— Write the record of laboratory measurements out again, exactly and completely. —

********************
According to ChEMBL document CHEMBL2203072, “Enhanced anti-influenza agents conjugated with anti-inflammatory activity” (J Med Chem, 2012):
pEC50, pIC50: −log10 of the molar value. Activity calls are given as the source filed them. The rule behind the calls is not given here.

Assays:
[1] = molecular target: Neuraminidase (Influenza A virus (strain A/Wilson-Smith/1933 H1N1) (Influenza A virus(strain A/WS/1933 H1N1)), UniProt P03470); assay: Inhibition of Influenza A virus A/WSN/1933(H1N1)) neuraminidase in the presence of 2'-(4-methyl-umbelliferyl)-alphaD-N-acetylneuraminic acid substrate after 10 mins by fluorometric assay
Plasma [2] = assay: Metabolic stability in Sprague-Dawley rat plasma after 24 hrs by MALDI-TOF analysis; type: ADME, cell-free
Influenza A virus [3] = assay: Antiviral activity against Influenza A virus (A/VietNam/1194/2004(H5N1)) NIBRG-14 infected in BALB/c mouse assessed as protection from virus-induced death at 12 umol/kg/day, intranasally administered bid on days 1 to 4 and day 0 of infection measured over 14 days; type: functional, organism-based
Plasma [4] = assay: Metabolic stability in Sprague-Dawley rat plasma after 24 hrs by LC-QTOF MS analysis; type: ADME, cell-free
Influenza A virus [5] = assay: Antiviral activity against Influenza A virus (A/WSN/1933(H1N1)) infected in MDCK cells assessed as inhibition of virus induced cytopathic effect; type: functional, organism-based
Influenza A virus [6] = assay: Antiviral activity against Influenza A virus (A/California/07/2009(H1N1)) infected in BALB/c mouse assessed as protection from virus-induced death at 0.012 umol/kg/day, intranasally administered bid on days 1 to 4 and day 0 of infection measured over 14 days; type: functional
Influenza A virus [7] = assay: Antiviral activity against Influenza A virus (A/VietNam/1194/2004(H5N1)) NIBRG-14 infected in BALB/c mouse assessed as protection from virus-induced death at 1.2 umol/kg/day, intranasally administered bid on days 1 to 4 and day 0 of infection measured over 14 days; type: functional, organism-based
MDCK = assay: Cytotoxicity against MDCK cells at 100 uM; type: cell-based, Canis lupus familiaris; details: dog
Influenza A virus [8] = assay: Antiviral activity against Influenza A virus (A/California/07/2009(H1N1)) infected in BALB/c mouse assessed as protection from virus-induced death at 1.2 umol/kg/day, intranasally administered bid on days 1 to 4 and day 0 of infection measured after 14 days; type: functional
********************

According to ChEMBL document CHEMBL2203072, “Enhanced anti-influenza agents conjugated with anti-inflammatory activity” (J Med Chem, 2012):
pEC50, pIC50: −log10 of the molar value. Activity calls are given as the source filed them. The rule behind the calls is not given here.

Assays:
[1] = molecular target: Neuraminidase (Influenza A virus (strain A/Wilson-Smith/1933 H1N1) (Influenza A virus(strain A/WS/1933 H1N1)), UniProt P03470); assay: Inhibition of Influenza A virus A/WSN/1933(H1N1)) neuraminidase in the presence of 2'-(4-methyl-umbelliferyl)-alphaD-N-acetylneuraminic acid substrate after 10 mins by fluorometric assay
Plasma [2] = assay: Metabolic stability in Sprague-Dawley rat plasma after 24 hrs by MALDI-TOF analysis; type: ADME, cell-free
Influenza A virus [3] = assay: Antiviral activity against Influenza A virus (A/VietNam/1194/2004(H5N1)) NIBRG-14 infected in BALB/c mouse assessed as protection from virus-induced death at 12 umol/kg/day, intranasally administered bid on days 1 to 4 and day 0 of infection measured over 14 days; type: functional, organism-based
Plasma [4] = assay: Metabolic stability in Sprague-Dawley rat plasma after 24 hrs by LC-QTOF MS analysis; type: ADME, cell-free
Influenza A virus [5] = assay: Antiviral activity against Influenza A virus (A/WSN/1933(H1N1)) infected in MDCK cells assessed as inhibition of virus induced cytopathic effect; type: functional, organism-based
Influenza A virus [6] = assay: Antiviral activity against Influenza A virus (A/California/07/2009(H1N1)) infected in BALB/c mouse assessed as protection from virus-induced death at 0.012 umol/kg/day, intranasally administered bid on days 1 to 4 and day 0 of infection measured over 14 days; type: functional
Influenza A virus [7] = assay: Antiviral activity against Influenza A virus (A/VietNam/1194/2004(H5N1)) NIBRG-14 infected in BALB/c mouse assessed as protection from virus-induced death at 1.2 umol/kg/day, intranasally administered bid on days 1 to 4 and day 0 of infection measured over 14 days; type: functional, organism-based
MDCK = assay: Cytotoxicity against MDCK cells at 100 uM; type: cell-based, Canis lupus familiaris; details: dog
Influenza A virus [8] = assay: Antiviral activity against Influenza A virus (A/California/07/2009(H1N1)) infected in BALB/c mouse assessed as protection from virus-induced death at 1.2 umol/kg/day, intranasally administered bid on days 1 to 4 and day 0 of infection measured after 14 days; type: functional